Saturday, July 2, 2022 Jul 2, 2022
96° F Dallas, TX

What To Drink Now: Making and Drinking Cava with Segura Viudas – Part 2

By Hayley Hamilton Cogill |

As I continued on with the Cava assemblage experience, as an invited guest of Segura Viudas in the Penedes region of Spain, my traveling companions and I were introduced to Winemaker Gabriel Suberviola, who is hands on throughout this whole Cava making process for Segura Viudas. We spent day two with Gabriel, introducing himself to each of us, his students, with a warm handshake and glint of excitement in his generous eyes. Eyes that exuded wisdom….the kind of wisdom that only comes through dedication and experience.  For Gabriel, this encompasses decades of experience, three of them with the Freixenet group, owner of Segura Viudas.

Segura Viudas Winemaker Gabriel Suberviola (right) with Gloria Collell, Winemakers' Ambassador for Ferrer Family Wine Estates

A native of the Navarra region of Spain, where Gabriel grew up helping his father with their small family vineyard. Like many Spanish families, they had a small vineyard his father tended which Gabriel and his neighborhood friends would help harvest and then stomp the grapes with bare feet each year. As often happens with families that grow grapes and make wine, his childhood helped define who he would become as an adult, earning a degree in Chemical Sciences from Valencia University, and certification in Oenology and Viticulture at the School of Agronomist Engineers of Madrid, as well as the type of winemaker he wanted to be, letting the flavors of his native Spain shine through the wine he made, using varietals of Spanish origin. He joined the Freixenet Group in 1980, working in different capacities throughout the company, eventually stepping in a Head Winemaker for Segura Viudas in 1998.

During our time with Gabriel we came to quickly understand that though every step of the process of creating a wine from vine to bottle is laborous, intense and detailed, the most important piece of the elaborate puzzle happens during the assemblage. Assemblage is the time the winemaker creates the blend that will define the wine, winery, and overall brand for the year.  Though there is a general idea of what that blend will be, what percentages of each grape will be used, which of these grapes will be used (the 14 point inspection the grapes initially went through when they arrived at the winery is key here), and the overall profile of the wine, every year is different. Add in the fact that the blend is made from still wine, which still has to go through a second fermentation, aging the wine from one to five years on the lees, disgorgement and final addition of the dosage (or the original wine base with a bit of sugar), before the final product is complete.

Segura Viudas Brut Reserva

Needless to say you have to be good. Gabriel has a team of tasters he works with to decide this blend, while keeping the final decision in Gabriel’s apt hands. Their goal is to create a wine that once blended tastes better than each individual wine did on its own. To do this they must rely on their skills and memory to ensure the quality of their finished product will meet these high expectations. Hundreds of different blends are created, tasted, varied, re-tasted and so on for several days, with changes often being a single percentage point more of Macabeo or 2 less percents of Xarel.lo; but the lengthy and laborious task will ensure the wine for this year will be as perfect as Segura Viudas can be., and follow the same general flavor profile the Cava has become known for.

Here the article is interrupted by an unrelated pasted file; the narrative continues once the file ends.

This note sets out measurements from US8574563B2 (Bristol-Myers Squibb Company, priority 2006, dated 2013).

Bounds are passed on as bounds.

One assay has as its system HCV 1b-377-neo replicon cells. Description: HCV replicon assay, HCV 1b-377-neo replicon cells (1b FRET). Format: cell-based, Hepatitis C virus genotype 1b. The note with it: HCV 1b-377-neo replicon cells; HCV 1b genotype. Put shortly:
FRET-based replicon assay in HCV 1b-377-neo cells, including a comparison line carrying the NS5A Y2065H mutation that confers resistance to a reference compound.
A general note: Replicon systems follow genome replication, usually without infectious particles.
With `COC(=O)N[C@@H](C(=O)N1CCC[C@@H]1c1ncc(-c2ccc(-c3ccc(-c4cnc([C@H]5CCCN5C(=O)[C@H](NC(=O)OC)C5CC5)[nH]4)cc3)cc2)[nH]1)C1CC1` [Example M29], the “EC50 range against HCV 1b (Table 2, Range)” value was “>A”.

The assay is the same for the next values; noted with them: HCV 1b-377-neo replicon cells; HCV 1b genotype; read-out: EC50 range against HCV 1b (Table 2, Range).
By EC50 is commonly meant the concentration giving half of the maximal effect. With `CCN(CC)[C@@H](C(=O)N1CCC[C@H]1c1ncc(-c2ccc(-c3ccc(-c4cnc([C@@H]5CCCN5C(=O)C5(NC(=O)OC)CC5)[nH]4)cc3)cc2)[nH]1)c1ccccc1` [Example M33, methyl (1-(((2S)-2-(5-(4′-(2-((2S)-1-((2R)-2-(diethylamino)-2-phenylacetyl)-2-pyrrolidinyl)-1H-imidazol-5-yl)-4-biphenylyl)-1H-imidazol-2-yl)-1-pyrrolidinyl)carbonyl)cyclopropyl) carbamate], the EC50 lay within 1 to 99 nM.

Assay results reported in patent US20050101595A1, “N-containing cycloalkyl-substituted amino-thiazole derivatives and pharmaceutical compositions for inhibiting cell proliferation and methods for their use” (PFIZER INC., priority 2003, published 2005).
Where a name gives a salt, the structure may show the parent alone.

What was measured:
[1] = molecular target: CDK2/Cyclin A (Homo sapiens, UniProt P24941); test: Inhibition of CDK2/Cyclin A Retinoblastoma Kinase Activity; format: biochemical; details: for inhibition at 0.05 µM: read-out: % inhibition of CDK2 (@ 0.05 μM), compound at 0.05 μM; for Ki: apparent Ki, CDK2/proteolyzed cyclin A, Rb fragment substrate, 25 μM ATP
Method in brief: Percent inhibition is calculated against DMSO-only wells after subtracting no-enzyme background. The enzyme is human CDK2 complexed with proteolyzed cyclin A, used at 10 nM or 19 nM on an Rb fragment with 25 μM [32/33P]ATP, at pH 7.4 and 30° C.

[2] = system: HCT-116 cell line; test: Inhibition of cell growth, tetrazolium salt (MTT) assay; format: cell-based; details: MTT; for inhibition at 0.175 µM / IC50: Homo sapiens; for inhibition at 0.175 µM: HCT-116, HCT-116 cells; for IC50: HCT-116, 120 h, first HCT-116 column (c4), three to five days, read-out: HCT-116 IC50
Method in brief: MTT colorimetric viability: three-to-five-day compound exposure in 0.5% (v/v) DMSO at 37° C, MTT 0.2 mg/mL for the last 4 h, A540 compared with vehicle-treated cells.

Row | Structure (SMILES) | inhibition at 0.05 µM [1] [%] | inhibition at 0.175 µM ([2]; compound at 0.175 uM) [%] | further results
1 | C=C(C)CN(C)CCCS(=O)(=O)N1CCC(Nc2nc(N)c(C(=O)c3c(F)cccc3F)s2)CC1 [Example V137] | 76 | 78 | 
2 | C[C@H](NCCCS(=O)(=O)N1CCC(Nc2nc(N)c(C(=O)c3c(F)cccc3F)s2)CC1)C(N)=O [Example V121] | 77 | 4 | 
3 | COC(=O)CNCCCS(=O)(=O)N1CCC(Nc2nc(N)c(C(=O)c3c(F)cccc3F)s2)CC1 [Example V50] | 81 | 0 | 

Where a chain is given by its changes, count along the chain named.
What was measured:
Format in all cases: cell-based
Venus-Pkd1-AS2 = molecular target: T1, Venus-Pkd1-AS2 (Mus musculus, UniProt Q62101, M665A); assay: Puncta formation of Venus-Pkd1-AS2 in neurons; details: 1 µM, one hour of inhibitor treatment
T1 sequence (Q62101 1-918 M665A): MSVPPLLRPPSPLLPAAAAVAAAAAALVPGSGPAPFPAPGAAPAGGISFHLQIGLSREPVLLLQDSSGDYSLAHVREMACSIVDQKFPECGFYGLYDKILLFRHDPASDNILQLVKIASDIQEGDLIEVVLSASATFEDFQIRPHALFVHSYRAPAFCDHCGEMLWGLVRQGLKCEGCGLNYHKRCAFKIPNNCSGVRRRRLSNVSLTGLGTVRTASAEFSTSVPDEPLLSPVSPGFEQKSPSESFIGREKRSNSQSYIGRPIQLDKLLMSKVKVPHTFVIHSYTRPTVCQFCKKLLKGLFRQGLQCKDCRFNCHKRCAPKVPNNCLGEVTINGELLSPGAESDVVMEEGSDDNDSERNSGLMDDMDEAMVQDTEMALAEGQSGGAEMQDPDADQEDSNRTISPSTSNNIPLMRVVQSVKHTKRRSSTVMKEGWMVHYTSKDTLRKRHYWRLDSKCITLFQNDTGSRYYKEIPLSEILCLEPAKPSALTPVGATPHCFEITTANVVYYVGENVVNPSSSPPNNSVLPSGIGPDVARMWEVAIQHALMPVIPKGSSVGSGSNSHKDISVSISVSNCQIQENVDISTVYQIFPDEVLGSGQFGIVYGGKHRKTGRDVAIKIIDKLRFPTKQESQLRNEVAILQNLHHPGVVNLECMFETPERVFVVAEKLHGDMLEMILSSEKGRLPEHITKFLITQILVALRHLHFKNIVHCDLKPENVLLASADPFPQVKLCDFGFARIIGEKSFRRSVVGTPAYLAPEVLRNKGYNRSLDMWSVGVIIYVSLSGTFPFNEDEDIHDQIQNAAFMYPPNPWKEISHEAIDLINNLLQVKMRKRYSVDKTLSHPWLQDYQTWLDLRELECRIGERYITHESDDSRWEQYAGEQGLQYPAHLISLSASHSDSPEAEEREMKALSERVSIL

With that Gabriel gave us a few final bits of instruction before we had our own, individual assemblage. Mainly, he said, to remember how each wine tasted on its own, which we had sampled the day before; take the properties and profile of each wine into consideration; and create a blend that tastes better than each individual wine did is on its own….and then consider that it will be turned into a Cava instead of a still wine.
With three bottles, one each of Macabeo, Xarel.lo and Paradella, three beakers and three tasting glasses, 10 individuals set out to create the perfect blend for Segura Viudas. I liked my blend, a combination of almost equal parts Macabeo and Xarel.lo with about 10% Paradella; but think it may be a better still wine than Cava. The best blend of our group came from a buyer on the trip who created a blend of over 80% Macabeo, then about 15% Xarel.lo with the slightest touch of Paradella.

Heredad Reserve Rose aging in riddling racks

As Gabriel judged our blends we toured the Segura Viudas facility, with massive fermentation tanks, an impressive bottling line, the largest lab and research area I have ever seen in a winery, and the expansive caves where bottles of Segura Viudas are sitting in their riddling racks at 45 degree angles undergoing their second fermenation.  Here bottles will be turned either mechanically or by hand to allow the yeasts to settle in the necks of the bottle prior to disgorgement. The long awaited Segura Viudas Heredad Reserve Rose also ages in the caves in riddling racks. This Rose is a new small production bottling of 100% Pinot Noir Rose for their high end Cava.